We ascended Binevenagh, climbing higher and higher and we where still inside a world of dark, cold and wind, I was beginning to think we might never get high enough to get above it when suddenly we burst out into a world of sunshine, we had made it, the fog was around us and minutes later when we reached Gortmore viewing point car park we were magically above it all, the gamble had paid off. We got outside immediately, I grabbed the camera gear, long lens and drone, asked Roisin to get images too, then we hiked up the path and onto the edge of the mountain. What a contrast, we where standing under blazing sunshine, blue skies aloft, and below us a blanket of white fog, I think this the first time in my life I was deliberately above a sea fog inversion. I began taking 10mm shots rite away just in case it all suddenly vanished. We where not the only ones mesmerized by the view, there were quite a few people enjoying the spectacle.

Roisin, Rhua and my Mum sat down on the warm grass to take in the view while I ventured over to the edge of the summit for a more personal view. It actually was extremely difficult to shoot, the sun was shining intensely on my LCD screen making it difficult to see if my exposure was good, further more it was simply difficult to do it justice, I switched to the 24-70mm.

Very difficult to portray it's beauty with the camera, however with the naked eye it looked like Heaven, a thick undulating white carpet of fog below us and it wasn't static either, it was blowing rapidly from R to L (NEly wind) through this valley and looked almost alive, this was a dynamic transient weather phenomena which was changing appearance by the second, it felt like a living dream, or some fantasy land, I was happy I had made the rushed decision to come up here because Roisin and Mum loved it too, none of them had seen anything like it before in their lives.

The tourists were loving it, everyone had their cameras and mobile phones out snapping away, the rich green countryside contrasted beautifully with the white fog and distant blue from Lough Foyle.

Standing near the edge made for a nice view, if you have never been here before I recommend that you do so on the next good day, the view from here is jaw dropping offering sensations similar to looking down from a plane, Benone, Downhill, Castlerock, Lough Foyle, Magilligan Point, the rapeseed fields and Donegal itself can all be seen in a single glance, no wonder this location is classified as an area of outstanding natural beauty, however add in this sea fog inversion and the view was simply indescribable.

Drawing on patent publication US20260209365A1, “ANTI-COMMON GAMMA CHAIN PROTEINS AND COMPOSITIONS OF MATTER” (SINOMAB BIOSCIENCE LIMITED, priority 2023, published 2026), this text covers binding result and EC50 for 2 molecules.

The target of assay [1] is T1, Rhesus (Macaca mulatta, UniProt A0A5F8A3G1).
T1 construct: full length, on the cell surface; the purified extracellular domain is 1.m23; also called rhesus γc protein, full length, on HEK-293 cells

I actually don't like looking over the edge of that stone ledge like the guy in the image is doing, every time I do I feel like my legs are going to lift from under me and I will fall head first over the edge. When you look down at the bottom your stomach gets in a knot and you feel light headed and dizzy, try it and see.

Sunday afternoon views don't get any better than this. Despite the swift movement of the sea of fog below it was surprisingly calm on this mountain top and I was considering sending up the drone, in fact, I should do it before the fog vanished, it actually seemed to be getting higher now so time was getting short, I took a few more snaps then ran up to get the case.

Roisin took this cool action shot of me in my element, you might think this was staged but I can assure you it wasn't, I was in the zone taking images and absorbing the moment and didn't even know Roisin was taking images at all, I really liked the image so decided to keep it on here for the memory.

I walked into a field away from visitors and got the Phantom 3 Advanced airborne, however once aloft it was obvious the breeze was a lot stronger with height so for this reason I settled on 50m altitude and filmed from there using simple movements, the view was wonderful, this was one of the still images taken. Drone regulations dictate that one must have visual line of sight of the drone at all times, so for this reason I launched in the clear sector where I stood where visibility was excellent and this way I could watch the P3A, I didn't need to go far anyway, nature did everything for me, just hover, pan/yaw and take in the view, I got a good 12 min's of filming done when I noticed the fog had climbed in height and was closing in so I landed, job done. We drove back down to sea level, made our way to Benone tourist complex for snacks and coffee when suddenly the fog cleared through and once again we were surrounded by blue skies and blazing sun for the rest of the day, the transition was that quick, the fog inversion had almost seemed like a dream, we had done well, we had trusted our instincts and got above it, got the images and aerial footage all before John Carpenter's apparition vanished from sight.

Drone footage of the sea fog inversion on Binevenagh which I hope you find relaxing and almost spiritual in nature as this was how it felt to us at the time, best watched at 1080p for best quality. We stayed at the coast until sunset, walked the beaches, bathed in the sunlight, flew the drone three more times, however it was this fog inversion which everyone was still talking about on the way home, thanks very much for reading.


Martin McKenna

Sky Events Now

Observing Sessions

Storm Chasing